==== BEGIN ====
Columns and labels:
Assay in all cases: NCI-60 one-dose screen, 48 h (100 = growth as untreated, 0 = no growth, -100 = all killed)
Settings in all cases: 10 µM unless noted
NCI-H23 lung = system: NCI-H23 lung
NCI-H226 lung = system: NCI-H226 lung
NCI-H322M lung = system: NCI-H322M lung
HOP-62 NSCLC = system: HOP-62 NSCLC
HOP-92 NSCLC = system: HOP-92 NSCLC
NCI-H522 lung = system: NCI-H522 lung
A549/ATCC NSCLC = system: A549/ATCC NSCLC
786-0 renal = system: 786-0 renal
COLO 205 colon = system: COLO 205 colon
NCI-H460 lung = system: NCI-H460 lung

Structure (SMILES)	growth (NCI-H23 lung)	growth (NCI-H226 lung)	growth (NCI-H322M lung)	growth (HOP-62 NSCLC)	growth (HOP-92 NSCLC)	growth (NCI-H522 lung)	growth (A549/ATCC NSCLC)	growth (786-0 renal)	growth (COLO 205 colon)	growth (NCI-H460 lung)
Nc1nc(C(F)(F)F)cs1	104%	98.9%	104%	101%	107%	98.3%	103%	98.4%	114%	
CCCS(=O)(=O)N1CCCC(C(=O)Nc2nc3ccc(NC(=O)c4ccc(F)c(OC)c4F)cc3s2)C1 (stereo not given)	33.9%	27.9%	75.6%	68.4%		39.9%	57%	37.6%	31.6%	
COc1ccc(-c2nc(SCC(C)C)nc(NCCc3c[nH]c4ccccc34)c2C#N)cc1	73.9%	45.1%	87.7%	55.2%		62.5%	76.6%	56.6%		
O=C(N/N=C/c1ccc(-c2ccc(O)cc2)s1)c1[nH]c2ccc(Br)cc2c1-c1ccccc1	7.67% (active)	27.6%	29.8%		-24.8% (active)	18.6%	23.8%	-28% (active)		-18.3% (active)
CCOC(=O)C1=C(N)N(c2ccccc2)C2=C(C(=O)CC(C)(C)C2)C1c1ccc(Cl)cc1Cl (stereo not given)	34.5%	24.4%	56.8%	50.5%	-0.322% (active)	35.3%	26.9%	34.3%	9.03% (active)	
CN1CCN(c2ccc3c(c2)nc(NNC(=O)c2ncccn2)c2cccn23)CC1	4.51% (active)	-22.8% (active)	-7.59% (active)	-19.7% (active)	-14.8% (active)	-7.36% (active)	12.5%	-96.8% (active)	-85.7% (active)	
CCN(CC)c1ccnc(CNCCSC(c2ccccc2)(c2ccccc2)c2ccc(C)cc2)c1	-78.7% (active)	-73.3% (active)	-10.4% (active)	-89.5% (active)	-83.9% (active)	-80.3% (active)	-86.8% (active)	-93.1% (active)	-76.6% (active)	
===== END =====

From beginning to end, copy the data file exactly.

Columns and labels:
Assay in all cases: NCI-60 one-dose screen, 48 h (100 = growth as untreated, 0 = no growth, -100 = all killed)
Settings in all cases: 10 µM unless noted
NCI-H23 lung = system: NCI-H23 lung
NCI-H226 lung = system: NCI-H226 lung
NCI-H322M lung = system: NCI-H322M lung
HOP-62 NSCLC = system: HOP-62 NSCLC
HOP-92 NSCLC = system: HOP-92 NSCLC
NCI-H522 lung = system: NCI-H522 lung
A549/ATCC NSCLC = system: A549/ATCC NSCLC
786-0 renal = system: 786-0 renal
COLO 205 colon = system: COLO 205 colon
NCI-H460 lung = system: NCI-H460 lung

Structure (SMILES)	growth (NCI-H23 lung)	growth (NCI-H226 lung)	growth (NCI-H322M lung)	growth (HOP-62 NSCLC)	growth (HOP-92 NSCLC)	growth (NCI-H522 lung)	growth (A549/ATCC NSCLC)	growth (786-0 renal)	growth (COLO 205 colon)	growth (NCI-H460 lung)
Nc1nc(C(F)(F)F)cs1	104%	98.9%	104%	101%	107%	98.3%	103%	98.4%	114%	
CCCS(=O)(=O)N1CCCC(C(=O)Nc2nc3ccc(NC(=O)c4ccc(F)c(OC)c4F)cc3s2)C1 (stereo not given)	33.9%	27.9%	75.6%	68.4%		39.9%	57%	37.6%	31.6%	
COc1ccc(-c2nc(SCC(C)C)nc(NCCc3c[nH]c4ccccc34)c2C#N)cc1	73.9%	45.1%	87.7%	55.2%		62.5%	76.6%	56.6%		
O=C(N/N=C/c1ccc(-c2ccc(O)cc2)s1)c1[nH]c2ccc(Br)cc2c1-c1ccccc1	7.67% (active)	27.6%	29.8%		-24.8% (active)	18.6%	23.8%	-28% (active)		-18.3% (active)
CCOC(=O)C1=C(N)N(c2ccccc2)C2=C(C(=O)CC(C)(C)C2)C1c1ccc(Cl)cc1Cl (stereo not given)	34.5%	24.4%	56.8%	50.5%	-0.322% (active)	35.3%	26.9%	34.3%	9.03% (active)	
CN1CCN(c2ccc3c(c2)nc(NNC(=O)c2ncccn2)c2cccn23)CC1	4.51% (active)	-22.8% (active)	-7.59% (active)	-19.7% (active)	-14.8% (active)	-7.36% (active)	12.5%	-96.8% (active)	-85.7% (active)	
CCN(CC)c1ccnc(CNCCSC(c2ccccc2)(c2ccccc2)c2ccc(C)cc2)c1	-78.7% (active)	-73.3% (active)	-10.4% (active)	-89.5% (active)	-83.9% (active)	-80.3% (active)	-86.8% (active)	-93.1% (active)	-76.6% (active)	